“We scavenge wherever we can, but no matter how much money we actually contract … we’ve got to have the people to do it,” Wakefield said, stating no teachers are available.
OPS officials said the district would be in further trouble if a teacher suddenly resigned or was injured. Wayne asked repeatedly what the contingency plan was and expressed concern for liability in the district.
Legislature mulls more legislation
Solving the shortage of special education teachers is a little more complicated than a shortage of general education teachers because there is a licensing requirement. There are current teachers certified in special education, but Wakefield said they’ve not been approached because of a similarly feared “ripple effect” for those students.
Head suggested possible changes could include changing a licensure requirement so it could be fulfilled through a Nebraska Department of Education course or allowing teaching certification tests to substitute additional education and get teachers in the classroom sooner.
Conrad said there has to be a price point to incentivize teachers. She said she hopes OPS and other districts facing similar circumstances will use the moment to come up with a clear plan so the Legislature can further address teacher retention and recruitment.
This year, the Education Committee eliminated certain certification fees and budgeted stipends to retain teachers as two ways of addressing the issues with legislation led by State Sens. Lynne Walz of Fremont and Linehan, respectively.
‘We are exploiting their altruism’
Elizabeth Eynon-Kokrda, managing attorney for Education Rights Counsel, which provides support to under-resourced public pre-K-12 students, said the Legislature could choose to address student-to-teacher ratios, resolve transportation concerns or require more accountability.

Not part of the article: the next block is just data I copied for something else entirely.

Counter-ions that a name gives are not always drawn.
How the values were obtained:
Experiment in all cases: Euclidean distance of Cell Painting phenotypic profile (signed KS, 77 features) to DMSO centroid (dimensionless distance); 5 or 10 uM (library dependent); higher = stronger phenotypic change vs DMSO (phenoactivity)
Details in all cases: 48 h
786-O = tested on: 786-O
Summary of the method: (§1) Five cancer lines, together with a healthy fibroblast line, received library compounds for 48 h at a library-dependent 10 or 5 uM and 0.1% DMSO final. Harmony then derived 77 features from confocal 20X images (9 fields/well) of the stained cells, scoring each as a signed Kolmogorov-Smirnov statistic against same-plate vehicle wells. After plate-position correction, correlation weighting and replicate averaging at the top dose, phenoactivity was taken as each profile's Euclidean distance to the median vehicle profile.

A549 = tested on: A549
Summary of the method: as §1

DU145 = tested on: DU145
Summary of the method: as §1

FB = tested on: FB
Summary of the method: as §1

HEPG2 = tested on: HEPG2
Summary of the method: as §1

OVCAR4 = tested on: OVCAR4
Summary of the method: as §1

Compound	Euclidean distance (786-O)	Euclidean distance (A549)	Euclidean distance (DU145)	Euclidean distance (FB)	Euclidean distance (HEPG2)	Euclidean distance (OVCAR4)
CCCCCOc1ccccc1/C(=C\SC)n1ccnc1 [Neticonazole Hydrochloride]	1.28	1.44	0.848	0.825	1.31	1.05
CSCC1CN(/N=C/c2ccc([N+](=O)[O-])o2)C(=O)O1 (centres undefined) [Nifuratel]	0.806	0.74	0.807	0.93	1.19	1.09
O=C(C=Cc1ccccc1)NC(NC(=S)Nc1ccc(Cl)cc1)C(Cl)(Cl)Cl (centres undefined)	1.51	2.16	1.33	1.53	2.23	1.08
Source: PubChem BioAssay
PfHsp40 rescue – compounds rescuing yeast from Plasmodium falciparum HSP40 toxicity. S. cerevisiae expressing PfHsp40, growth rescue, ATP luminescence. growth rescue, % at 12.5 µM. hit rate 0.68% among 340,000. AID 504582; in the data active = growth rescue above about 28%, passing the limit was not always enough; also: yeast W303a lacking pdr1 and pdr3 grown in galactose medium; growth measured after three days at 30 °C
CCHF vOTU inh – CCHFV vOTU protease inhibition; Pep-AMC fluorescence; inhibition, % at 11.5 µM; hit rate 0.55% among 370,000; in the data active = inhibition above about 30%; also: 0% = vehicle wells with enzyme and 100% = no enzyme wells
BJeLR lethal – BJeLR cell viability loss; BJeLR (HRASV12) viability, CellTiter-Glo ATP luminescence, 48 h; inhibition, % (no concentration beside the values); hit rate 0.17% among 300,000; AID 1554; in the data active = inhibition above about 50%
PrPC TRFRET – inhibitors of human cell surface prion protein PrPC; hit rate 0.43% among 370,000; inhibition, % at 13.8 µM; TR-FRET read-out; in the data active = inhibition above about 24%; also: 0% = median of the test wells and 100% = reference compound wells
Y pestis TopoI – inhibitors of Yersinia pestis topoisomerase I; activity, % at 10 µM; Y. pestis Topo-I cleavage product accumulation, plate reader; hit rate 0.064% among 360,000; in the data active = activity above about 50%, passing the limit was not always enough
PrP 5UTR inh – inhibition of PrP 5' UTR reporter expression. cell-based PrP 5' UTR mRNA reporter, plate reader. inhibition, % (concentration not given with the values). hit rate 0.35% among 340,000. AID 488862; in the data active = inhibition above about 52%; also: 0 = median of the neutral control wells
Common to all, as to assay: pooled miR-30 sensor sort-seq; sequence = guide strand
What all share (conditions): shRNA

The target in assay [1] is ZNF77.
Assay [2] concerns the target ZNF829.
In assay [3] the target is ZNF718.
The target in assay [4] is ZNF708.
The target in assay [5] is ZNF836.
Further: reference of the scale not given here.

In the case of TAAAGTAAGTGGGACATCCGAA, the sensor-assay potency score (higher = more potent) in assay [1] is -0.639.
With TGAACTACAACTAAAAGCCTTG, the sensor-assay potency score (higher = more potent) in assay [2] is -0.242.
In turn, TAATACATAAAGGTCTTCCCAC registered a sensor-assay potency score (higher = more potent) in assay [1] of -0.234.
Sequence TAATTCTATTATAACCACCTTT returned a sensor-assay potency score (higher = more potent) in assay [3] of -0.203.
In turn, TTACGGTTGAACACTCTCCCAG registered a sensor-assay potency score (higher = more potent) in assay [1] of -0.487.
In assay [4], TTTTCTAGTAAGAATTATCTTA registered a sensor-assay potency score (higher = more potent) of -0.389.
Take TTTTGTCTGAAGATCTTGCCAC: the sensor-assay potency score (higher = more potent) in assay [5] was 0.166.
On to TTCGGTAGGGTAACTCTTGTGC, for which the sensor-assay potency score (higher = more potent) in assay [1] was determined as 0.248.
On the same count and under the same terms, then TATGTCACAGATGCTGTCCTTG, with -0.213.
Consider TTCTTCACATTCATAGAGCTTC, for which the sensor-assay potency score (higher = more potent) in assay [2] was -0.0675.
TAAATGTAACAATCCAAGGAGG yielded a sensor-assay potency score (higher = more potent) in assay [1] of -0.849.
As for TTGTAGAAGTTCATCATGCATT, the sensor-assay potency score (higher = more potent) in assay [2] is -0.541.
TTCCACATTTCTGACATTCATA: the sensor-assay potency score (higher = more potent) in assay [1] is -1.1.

“Some children, you can give them those tools and they don’t use them,” Eynon-Kokrda said. “But the vast majority of students that we work with, when they get those tools, they start succeeding.”
She added it’s hard to understand why no teachers were removed from schools that, unlike in North Omaha, do not have a majority of students of color or families living in poverty.
Edison McDonald, executive director of The Arc of Nebraska, which advocates with and for people with intellectual or developmental disabilities, thanked the Legislature for this year’s investments in special education. However, he said, more support will soon be needed.
Conrad said the situation raises racial and gender justice issues and has another complexity: a history of society and the state not valuing teachers.
“We’re not paying them for the professionals that they are,” Conrad said. “And we are exploiting their altruism and dedication because they are passionate about teaching and kids in education, paying them salaries that don’t let them buy a house or live in any sort of peace of mind.”